Tom Slater Tom Slater

The case that sums up the police’s warped priorities

If you want a snapshot of how warped the police’s priorities are these days, look to the case of Kevin Mills. Mills, a 63-year-old electrician, has just had a ‘non-crime hate incident’ scrubbed from his record following a bizarre battle with Kent Police. It all stems from a testy exchange in 2019 between himself and a woman he was doing some work for. 

Mills showed up to the woman’s house in Maidstone in Kent to install a bathroom mirror. When he realised he’d need £50 more for materials, the two got into a row and she insisted on keeping some materials he’d already bought for the job. Mills walked out, saying something to the effect of ‘I’m not working for someone like you’. She then slammed the front door and allegedly threw a cup of hot tea at him.

The recording of non-crime hate incidents is a deeply Orwellian police practice

Mills called the police to report an assault following the incident and was soon informed there had been no further action. Two years later, he found out that his set-to with the woman had been recorded as a non-crime hate incident against him, on account of the fact that the woman was an ethnic minority. Mills’ ‘people like you’ comment had been interpreted and reported to police as racially motivated – a characterisation he completely rejects.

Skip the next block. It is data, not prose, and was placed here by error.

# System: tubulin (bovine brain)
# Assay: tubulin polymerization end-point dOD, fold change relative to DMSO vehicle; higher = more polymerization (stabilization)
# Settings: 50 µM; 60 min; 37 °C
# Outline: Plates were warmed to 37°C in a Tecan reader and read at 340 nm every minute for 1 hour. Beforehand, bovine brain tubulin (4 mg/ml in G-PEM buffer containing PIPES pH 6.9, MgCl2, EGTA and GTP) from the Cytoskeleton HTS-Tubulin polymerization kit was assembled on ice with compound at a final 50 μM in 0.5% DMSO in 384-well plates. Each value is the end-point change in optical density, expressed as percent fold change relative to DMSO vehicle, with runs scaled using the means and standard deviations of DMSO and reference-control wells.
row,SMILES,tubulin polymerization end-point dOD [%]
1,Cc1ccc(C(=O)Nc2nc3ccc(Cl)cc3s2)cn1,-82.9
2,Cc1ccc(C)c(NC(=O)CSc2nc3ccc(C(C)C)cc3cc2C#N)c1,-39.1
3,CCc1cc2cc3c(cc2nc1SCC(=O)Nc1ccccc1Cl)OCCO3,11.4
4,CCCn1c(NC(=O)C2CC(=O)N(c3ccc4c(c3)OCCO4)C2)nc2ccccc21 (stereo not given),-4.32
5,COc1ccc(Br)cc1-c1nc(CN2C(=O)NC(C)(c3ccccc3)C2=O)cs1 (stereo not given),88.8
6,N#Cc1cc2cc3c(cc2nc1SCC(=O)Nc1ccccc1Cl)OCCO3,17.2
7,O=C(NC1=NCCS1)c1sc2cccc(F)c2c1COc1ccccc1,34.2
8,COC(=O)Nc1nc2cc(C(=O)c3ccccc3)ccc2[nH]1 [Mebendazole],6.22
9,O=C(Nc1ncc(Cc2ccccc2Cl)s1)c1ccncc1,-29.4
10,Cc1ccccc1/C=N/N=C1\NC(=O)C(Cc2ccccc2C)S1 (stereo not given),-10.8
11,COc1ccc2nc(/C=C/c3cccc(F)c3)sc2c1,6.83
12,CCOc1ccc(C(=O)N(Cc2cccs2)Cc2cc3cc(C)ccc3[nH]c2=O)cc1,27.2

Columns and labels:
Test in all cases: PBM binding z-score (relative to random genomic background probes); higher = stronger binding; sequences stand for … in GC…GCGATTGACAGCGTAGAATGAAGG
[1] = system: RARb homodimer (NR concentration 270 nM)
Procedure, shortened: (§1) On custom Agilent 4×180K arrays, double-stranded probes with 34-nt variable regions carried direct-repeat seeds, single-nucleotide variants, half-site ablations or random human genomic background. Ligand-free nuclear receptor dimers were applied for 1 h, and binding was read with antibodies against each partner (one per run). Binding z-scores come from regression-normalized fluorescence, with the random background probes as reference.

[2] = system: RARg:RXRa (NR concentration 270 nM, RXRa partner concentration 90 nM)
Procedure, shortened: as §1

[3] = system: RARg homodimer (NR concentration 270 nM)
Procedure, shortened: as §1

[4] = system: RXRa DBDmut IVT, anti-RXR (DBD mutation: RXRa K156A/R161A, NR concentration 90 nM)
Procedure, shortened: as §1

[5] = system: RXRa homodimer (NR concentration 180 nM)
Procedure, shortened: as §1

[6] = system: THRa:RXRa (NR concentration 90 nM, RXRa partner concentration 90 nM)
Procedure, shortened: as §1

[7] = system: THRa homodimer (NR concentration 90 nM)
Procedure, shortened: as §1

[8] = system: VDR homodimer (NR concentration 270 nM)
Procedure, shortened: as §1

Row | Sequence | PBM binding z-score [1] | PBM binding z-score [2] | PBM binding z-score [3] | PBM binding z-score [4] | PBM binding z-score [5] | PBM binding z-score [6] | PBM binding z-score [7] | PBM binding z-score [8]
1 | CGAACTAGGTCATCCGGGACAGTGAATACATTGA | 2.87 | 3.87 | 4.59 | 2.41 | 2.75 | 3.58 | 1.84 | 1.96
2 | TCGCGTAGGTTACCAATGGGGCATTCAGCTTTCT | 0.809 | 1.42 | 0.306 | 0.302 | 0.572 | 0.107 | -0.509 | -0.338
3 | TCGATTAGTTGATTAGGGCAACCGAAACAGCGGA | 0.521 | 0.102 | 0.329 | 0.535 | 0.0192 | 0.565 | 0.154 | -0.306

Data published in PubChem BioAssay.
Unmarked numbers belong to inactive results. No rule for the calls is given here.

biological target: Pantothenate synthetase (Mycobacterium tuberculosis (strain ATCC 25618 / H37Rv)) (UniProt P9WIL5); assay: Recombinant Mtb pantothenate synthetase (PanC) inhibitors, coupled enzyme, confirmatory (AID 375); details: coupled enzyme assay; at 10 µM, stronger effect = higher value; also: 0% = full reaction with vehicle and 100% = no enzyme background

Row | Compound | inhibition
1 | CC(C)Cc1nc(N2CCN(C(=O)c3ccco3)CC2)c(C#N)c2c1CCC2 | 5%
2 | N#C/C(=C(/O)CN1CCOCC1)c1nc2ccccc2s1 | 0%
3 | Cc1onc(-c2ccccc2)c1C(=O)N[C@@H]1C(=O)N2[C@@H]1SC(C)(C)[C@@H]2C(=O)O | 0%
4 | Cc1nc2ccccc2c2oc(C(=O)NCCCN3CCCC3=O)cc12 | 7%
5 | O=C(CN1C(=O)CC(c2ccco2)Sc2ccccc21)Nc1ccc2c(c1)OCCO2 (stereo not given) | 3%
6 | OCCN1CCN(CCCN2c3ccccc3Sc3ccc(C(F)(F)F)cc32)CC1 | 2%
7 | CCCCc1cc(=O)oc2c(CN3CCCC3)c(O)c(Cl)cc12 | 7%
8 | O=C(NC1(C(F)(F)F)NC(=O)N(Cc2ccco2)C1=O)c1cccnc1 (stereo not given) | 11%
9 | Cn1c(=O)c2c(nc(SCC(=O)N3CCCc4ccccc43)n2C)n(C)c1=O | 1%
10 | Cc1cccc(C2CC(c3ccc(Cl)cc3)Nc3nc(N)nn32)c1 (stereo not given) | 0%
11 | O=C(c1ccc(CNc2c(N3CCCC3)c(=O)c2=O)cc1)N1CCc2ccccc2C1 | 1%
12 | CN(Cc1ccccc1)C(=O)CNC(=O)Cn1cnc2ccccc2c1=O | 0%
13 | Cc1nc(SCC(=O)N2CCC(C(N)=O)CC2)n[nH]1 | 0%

The recording of non-crime hate incidents is a deeply Orwellian police practice. In layman’s terms, they allow anyone to report anyone else over anything – and it has to be recorded by police. According to College of Policing guidelines drawn up in 2014, NCHIs are any non-criminal action that is perceived to be motivated by hatred. They can be reported by the victim or by any other person, and they must be recorded ‘irrespective of whether there is any evidence to identify the hate element’.

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